Some questions raised about "Every Student Succeeds Act" | Prairie Public Broadcasting

Some questions raised about "Every Student Succeeds Act"

Jul 22, 2016

The Legislature's Interim Education Committee meets in Bismarck July 22nd.
Credit Dave Thompson / Prairie Public

A representative of the National Conference of State Legislatures says although the new “Every Student Succeeds Act” is a lot more flexible than the “No Child Left Behind” program, there are still some requirements local schools will have to meet.

And the federal affairs counsel of the NCSL said state legislators will have to be involved, as the federal rules are written.

Lee Posey told the Legislature’s Interim Education Committee, Congress kept the concept of statewide assessments first outlined by No Child Left Behind.

"In other words, assessing every child in reading and in math, every year in 3rd through 8th grade," Posey said. "Then, once the student is in high school, testing in science."

Posey said the standardized tests were very controversial – and led to a number of parents having their children opt-out of the tests. But she says Congress believes assessments are critical.

"They were hopeful that, with some of the new flexibility provided around some of the assessments, they would be able to do some different things, and the conversation might change a little bit," Posey said. "We'll have to see if that happens."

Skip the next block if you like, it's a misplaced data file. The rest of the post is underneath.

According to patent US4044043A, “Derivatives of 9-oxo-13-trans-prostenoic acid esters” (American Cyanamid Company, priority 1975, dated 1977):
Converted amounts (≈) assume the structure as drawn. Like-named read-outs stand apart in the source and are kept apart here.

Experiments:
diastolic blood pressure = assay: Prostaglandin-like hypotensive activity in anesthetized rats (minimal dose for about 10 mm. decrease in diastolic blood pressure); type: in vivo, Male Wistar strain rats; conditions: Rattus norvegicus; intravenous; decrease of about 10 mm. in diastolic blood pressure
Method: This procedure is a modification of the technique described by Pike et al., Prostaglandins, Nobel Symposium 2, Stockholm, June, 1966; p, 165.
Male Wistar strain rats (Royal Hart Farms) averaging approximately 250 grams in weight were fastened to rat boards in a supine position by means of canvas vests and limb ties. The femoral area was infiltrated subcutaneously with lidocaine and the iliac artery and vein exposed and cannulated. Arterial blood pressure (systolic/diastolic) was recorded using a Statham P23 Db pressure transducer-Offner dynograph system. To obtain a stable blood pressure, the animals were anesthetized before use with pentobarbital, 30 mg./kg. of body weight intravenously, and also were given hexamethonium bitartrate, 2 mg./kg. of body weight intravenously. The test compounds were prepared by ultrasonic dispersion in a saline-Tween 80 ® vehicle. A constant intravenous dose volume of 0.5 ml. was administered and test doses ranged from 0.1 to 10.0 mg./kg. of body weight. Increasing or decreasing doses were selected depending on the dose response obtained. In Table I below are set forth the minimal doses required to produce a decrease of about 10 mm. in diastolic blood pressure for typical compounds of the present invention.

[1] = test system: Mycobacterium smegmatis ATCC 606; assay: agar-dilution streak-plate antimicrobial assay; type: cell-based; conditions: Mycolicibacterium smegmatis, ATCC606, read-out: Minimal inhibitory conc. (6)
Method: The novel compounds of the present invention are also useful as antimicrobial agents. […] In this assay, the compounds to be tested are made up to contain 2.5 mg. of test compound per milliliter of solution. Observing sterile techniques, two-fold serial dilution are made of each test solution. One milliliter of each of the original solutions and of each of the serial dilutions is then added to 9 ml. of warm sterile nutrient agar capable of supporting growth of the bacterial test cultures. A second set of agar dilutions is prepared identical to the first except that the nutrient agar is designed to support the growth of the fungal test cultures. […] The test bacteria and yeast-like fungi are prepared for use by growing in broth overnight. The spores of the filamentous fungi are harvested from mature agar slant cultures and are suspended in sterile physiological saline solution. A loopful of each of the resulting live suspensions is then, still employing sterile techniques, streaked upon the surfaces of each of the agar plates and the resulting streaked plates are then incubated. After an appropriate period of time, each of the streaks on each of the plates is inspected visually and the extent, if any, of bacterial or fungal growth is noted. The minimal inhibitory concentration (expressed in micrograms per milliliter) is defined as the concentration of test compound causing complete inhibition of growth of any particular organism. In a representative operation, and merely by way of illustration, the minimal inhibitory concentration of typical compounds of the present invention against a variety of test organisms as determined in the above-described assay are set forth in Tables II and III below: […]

Posey said the law still requires a 95 percent participation rate by students in those assessments – and if parents choose an opt-out option, those students are still counted among those who did not participate.

Some committee members were worried about what punishment might result from a less than a 95 percent participation rate.  Rep. Mike Nathe (R-Bismarck) said there has been an “opt-out” movement – and rural schools could get hit hard, because it doesn’t take many students opting-out to get below that 95 percent threshold.

"Is there a recourse for these schools, that go to the feds and say, 'Hey, here's the situation. We had nothing to do with it. It's a movement,'" Nathe said. "Why do the rural schools and small schools get punished for something they have nothing to do with?"

Posey said that issue bears watching, as the federal Department of Education writes the rules to implement the bill.

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